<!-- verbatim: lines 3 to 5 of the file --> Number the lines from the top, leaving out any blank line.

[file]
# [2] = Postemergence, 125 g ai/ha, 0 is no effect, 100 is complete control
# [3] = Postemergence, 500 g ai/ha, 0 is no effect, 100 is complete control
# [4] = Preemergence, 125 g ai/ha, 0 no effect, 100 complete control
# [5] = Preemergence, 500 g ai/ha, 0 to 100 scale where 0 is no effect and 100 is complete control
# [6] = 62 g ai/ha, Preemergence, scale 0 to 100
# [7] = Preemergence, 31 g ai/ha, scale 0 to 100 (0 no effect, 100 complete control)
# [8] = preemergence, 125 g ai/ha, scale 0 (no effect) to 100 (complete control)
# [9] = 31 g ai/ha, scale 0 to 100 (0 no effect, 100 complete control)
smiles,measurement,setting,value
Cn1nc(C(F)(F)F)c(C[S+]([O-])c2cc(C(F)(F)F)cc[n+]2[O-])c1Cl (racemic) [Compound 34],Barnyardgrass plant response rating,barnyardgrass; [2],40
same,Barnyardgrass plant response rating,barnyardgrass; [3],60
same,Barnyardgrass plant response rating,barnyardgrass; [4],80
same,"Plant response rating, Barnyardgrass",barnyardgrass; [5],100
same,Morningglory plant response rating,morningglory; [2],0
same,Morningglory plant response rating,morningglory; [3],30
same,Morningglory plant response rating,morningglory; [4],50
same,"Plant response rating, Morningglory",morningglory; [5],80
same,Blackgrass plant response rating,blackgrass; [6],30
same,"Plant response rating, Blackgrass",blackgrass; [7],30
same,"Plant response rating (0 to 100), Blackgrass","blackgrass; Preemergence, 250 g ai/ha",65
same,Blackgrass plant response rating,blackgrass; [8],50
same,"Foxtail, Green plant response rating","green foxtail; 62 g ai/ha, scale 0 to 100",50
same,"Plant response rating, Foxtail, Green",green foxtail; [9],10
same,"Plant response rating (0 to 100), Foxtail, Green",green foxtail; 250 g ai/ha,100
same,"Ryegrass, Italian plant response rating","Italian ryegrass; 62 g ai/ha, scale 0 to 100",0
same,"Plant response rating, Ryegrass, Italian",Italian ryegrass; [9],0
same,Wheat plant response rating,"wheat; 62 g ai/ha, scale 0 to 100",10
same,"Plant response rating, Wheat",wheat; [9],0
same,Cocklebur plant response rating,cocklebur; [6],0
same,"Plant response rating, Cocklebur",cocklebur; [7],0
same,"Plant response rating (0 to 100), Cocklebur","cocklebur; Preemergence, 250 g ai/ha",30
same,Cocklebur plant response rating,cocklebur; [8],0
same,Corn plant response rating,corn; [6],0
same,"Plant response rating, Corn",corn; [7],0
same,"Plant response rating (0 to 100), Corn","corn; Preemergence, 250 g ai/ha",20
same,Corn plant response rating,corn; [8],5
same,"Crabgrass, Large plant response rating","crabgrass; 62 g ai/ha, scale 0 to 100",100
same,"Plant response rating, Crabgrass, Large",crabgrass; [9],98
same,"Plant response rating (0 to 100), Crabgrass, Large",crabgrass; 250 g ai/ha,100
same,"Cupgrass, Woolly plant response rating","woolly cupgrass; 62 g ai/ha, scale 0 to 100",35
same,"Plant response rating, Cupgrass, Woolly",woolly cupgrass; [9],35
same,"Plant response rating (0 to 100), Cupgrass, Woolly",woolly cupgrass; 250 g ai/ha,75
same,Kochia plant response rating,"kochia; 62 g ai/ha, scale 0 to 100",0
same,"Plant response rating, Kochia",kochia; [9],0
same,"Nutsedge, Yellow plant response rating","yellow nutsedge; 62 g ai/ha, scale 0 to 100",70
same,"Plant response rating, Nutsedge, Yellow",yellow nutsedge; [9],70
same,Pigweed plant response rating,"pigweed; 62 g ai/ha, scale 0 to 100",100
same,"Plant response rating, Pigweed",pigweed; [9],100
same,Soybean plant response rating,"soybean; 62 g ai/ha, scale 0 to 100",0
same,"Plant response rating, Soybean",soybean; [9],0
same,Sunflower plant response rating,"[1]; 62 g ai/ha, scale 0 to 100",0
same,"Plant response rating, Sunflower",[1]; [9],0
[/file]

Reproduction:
# [4] = Preemergence, 125 g ai/ha, 0 no effect, 100 complete control
# [5] = Preemergence, 500 g ai/ha, 0 to 100 scale where 0 is no effect and 100 is complete control
# [6] = 62 g ai/ha, Preemergence, scale 0 to 100